Today we learned a lot about the mechanics of working with a dog. You can’t just hand a dog a treat — you need to plan your whole motion, including how you present the treat, how you lure, signal, or cue the dog, where you place any obstacles or objects, and more. If you are awkward or don’t do it right, the dog can become frustrated because treats are not being delivered fast enough, or properly, or even at all.
As a demonstration of this, we all tried to eat donuts off a string without using our hands, like dogs trying to take a treat from a handler. The string wobbled, weaved, and bobbed, and we had a lot of trouble getting our reinforcers! This really drives home how much we need to pay attention to when working with the dogs.
Afterward we worked on training with the “pedastool”, a platform the dogs need to climb on. At the end of the day we had a visit from Rhyna, the head groomer at the Dirty Dog, who taught us how to make decorative collar bows!
Today was a very busy day. It started with a potty break and then went right into crate exercises, and then loose leash walking — outdoors! Being outdoors is always harder than indoors, because there’s so much more to distract the dogs.
After lunch all the puppies got baths and nail trims. Then we made “Adopt Me!” bandannas while the puppies dried off. Once everybody was beautiful and pretty, we took our formal photos for the dogs’ web pages!
At the end of the day we learned about successive approximations by “training” a bicycle to move while steering it only with pieces of string. We weren’t quite as good at “training” the bicycle as we were at training our dogs, but we learned a lot. We can’t wait to see what tomorrow will bring!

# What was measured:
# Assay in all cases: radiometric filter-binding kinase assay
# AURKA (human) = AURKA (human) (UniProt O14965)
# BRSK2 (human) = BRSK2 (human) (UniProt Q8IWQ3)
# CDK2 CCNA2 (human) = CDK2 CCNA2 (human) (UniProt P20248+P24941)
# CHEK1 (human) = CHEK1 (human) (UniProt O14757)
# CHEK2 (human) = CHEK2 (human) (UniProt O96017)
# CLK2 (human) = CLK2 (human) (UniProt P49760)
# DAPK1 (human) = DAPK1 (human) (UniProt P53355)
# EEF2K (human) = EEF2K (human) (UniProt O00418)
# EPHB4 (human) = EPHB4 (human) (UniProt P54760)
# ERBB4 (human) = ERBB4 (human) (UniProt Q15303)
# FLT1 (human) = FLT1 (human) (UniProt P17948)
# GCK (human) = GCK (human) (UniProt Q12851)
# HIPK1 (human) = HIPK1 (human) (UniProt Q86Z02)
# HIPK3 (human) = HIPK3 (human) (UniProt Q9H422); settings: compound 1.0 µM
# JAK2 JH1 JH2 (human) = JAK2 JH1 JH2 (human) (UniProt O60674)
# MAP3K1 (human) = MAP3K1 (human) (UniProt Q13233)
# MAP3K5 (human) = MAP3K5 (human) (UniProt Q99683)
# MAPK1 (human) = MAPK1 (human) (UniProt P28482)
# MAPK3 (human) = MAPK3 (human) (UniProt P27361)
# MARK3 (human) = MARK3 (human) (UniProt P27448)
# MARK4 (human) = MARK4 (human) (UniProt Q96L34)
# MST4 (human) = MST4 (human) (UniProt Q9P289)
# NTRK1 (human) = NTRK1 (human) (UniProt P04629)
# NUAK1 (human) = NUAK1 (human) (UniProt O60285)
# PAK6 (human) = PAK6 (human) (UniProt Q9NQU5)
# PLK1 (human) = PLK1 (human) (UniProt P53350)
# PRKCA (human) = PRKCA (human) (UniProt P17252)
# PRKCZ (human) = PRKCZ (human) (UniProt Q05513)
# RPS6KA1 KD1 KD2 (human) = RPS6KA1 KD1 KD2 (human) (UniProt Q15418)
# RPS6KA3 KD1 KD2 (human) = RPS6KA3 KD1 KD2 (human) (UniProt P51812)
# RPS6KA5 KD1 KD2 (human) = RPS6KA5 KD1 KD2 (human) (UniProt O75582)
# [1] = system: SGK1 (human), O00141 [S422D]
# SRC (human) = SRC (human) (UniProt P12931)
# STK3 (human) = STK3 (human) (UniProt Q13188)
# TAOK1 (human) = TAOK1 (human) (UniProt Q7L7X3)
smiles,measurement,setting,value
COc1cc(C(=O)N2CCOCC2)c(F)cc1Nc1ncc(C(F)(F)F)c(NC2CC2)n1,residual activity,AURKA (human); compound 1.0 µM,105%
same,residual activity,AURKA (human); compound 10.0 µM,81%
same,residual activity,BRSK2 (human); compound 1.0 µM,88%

Camp Doglando session I took off to a great start today with a fantastic group of campers and dogs!
Day One is always very full. We learn about Doglando, take a tour of everything, and learn what we will be doing for the next two weeks. We learn where everything is, where we can safely walk our dogs, and how to clean everything. Taking care of a dog is a lot of work!
We went on a field trip today. We visited a pet store and two different kinds of rescue so we could learn about how people who want a dog go about getting one.
When we got back, we took the dogs out to potty and worked with them a little on leash so we got to know them better. Some dogs work better with some people – we all have unique personalities.
At the end of the day, we chose our partners for the whole camp. This year we picked with no trouble at all.
In the morning we packed up our things, tearfully left the puppies at Doglando (no pets allowed at the Zoo!) and went to the Brevard Zoo to see how people work with other animals. We got to see meerkats and siamangs and even meet some giraffes on the Zoo’s giraffe-eye-level feeding platform. Everybody got to feed a giraffe a lettuce leaf. The giraffe’s head was almost as long as some of the campers were tall!